Are high sample rates making your music sound worse?


Showing 9 responses by geoffkait

Just to mention that the figures touted for CD SNR and Dynamic Range of 90 dB or more are strictly theoretical. In practice the ordinary drawbacks of the playback system and room not to mention the *intentional overly aggressive dynamic range compression* that’s fairly rampant in the industry over the past twenty years or so obviously limits those numbers. How much? Answer at 11.
Where is the evidence Snopes is nothing more than a bunch of mud-raking know-nothings? What would they know about the Green Pen? I’m guessing about as much as you do. No offense to you personally.
That’s funny. You throw your hat in the ring. But maybe throwing in the towel does make more sense. 😛
I already gave you my answer. I don’t get involved in these “what about this? what about that?” type discussions.
“I listen, and I’ve never heard a difference with going to 24Bit or changing speaker wires (well, I admit nothing fancy like $5000 cables). Now, if you hear a difference, whose right? Well, since simple math and measurements shows that we shouldn’t hear a difference, I would argue I am.”

>>>>In the example you gave I’d say he’s right, not you. Lots of people cannot hear lots of things. You can’t prove a negative. Nothing succeeds like success. 🤗

If a DSD disc sounds better than disc X who cares whether it’s because of the DSD per se or because of a better mastering job? Hel-loo!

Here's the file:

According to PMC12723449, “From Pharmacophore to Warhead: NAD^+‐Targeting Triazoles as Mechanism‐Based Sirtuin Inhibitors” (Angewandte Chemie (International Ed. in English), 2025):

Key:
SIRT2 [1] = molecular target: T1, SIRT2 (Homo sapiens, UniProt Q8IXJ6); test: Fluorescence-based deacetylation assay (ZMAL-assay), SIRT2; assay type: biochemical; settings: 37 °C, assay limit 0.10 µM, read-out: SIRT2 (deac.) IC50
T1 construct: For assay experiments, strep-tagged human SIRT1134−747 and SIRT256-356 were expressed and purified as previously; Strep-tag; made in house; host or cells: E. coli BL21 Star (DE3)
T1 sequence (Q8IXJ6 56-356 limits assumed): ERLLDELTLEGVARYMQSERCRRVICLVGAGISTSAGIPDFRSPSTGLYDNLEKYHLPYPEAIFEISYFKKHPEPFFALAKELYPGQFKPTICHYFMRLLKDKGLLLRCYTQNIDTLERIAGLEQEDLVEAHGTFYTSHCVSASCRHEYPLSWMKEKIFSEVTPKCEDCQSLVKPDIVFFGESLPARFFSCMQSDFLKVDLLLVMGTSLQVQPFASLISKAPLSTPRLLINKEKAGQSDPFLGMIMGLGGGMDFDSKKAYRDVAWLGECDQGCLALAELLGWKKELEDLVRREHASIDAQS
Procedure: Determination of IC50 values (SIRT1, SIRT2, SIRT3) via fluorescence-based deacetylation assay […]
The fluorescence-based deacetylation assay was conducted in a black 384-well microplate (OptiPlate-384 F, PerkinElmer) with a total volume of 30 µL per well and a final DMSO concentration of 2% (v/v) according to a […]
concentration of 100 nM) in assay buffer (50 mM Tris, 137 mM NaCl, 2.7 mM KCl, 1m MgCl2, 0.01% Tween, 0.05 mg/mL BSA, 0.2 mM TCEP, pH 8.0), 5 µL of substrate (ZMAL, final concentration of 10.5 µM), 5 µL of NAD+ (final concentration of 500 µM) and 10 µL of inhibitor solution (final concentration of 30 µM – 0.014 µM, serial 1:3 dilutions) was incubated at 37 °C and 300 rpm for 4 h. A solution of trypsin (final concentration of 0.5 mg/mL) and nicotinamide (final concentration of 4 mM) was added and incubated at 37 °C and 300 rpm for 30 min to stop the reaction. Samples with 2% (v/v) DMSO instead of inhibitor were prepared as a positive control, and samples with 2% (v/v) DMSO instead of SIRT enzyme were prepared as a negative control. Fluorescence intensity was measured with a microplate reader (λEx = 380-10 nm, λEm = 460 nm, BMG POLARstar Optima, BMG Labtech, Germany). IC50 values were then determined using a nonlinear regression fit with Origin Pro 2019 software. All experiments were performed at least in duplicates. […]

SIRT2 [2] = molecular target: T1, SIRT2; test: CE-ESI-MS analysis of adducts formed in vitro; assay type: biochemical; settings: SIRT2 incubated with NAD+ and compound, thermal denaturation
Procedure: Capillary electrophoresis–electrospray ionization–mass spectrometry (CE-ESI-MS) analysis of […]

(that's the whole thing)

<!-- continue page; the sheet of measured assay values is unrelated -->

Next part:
Snopes? Yeah, that’s a real reliable source. 😛 This must be your first rodeo, cowpoke. 🤠

Maybe if you bought a CD player at a dollar store. A $75 Blu-Ray player will output the same bits as a $10,000 CD player, only differences are jitter, which even a “cheap” DAC will reduce to below -100dBFS.

>>>>>The only differences are jitter? You mean like jitter caused by ordinary vibration of the CD transport and very low frequency seismic vibration? And jitter produced by scattered background laser light? Lol 😝

Not sure if you know, you can literally drill a hole in a CD and it will not change anything. CD has a lot of protection against faults.

>>>>I’ll take your word for it. I have not punched a hole in any CDs lately. One thing the CD player can’t deal with are radial scratches. No protection against that. Also, there’s no protection against random noise as can be deduced by painting the CD outer edge green and using your ears. Reed Solomon only gets you so far. Perfect sound forever. LOL
I’m saying even if the bits are the same it can and will sound different. In the real world, a world populated by real audiophiles bits are not bits. The laser reads bumps and lands, for one thing, not zeros and ones. So, what you’re calling bits are even bits to begin with. Hel-loo! A lot can happen between the time the laser reads the physical bumps and lands and the time the data is converted to an analog signal.